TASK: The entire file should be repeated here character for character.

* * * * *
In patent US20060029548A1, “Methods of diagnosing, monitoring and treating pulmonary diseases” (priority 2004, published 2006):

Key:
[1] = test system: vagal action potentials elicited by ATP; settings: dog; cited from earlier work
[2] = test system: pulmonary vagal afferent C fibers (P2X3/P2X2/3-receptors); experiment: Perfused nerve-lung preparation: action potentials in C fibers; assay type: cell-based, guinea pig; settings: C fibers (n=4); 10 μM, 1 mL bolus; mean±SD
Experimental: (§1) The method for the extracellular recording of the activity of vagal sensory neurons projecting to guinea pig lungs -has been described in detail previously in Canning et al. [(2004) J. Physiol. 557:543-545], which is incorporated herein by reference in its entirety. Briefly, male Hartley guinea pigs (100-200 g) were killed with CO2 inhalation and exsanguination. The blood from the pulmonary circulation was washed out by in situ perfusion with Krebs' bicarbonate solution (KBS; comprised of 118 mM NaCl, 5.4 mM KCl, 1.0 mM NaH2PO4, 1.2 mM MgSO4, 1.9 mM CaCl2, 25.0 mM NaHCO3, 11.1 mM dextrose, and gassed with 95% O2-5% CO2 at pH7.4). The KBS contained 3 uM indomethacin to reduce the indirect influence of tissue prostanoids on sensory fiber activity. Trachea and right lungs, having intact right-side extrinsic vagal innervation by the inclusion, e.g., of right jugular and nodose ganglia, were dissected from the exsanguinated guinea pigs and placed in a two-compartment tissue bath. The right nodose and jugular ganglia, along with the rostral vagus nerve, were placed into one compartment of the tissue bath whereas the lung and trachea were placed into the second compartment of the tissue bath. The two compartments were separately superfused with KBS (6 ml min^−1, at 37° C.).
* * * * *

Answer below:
In patent US20060029548A1, “Methods of diagnosing, monitoring and treating pulmonary diseases” (priority 2004, published 2006):

Key:
[1] = test system: vagal action potentials elicited by ATP; settings: dog; cited from earlier work
[2] = test system: pulmonary vagal afferent C fibers (P2X3/P2X2/3-receptors); experiment: Perfused nerve-lung preparation: action potentials in C fibers; assay type: cell-based, guinea pig; settings: C fibers (n=4); 10 μM, 1 mL bolus; mean±SD
Experimental: (§1) The method for the extracellular recording of the activity of vagal sensory neurons projecting to guinea pig lungs -has been described in detail previously in Canning et al. [(2004) J. Physiol. 557:543-545], which is incorporated herein by reference in its entirety. Briefly, male Hartley guinea pigs (100-200 g) were killed with CO2 inhalation and exsanguination. The blood from the pulmonary circulation was washed out by in situ perfusion with Krebs' bicarbonate solution (KBS; comprised of 118 mM NaCl, 5.4 mM KCl, 1.0 mM NaH2PO4, 1.2 mM MgSO4, 1.9 mM CaCl2, 25.0 mM NaHCO3, 11.1 mM dextrose, and gassed with 95% O2-5% CO2 at pH7.4). The KBS contained 3 uM indomethacin to reduce the indirect influence of tissue prostanoids on sensory fiber activity. Trachea and right lungs, having intact right-side extrinsic vagal innervation by the inclusion, e.g., of right jugular and nodose ganglia, were dissected from the exsanguinated guinea pigs and placed in a two-compartment tissue bath. The right nodose and jugular ganglia, along with the rostral vagus nerve, were placed into one compartment of the tissue bath whereas the lung and trachea were placed into the second compartment of the tissue bath. The two compartments were separately superfused with KBS (6 ml min^−1, at 37° C.).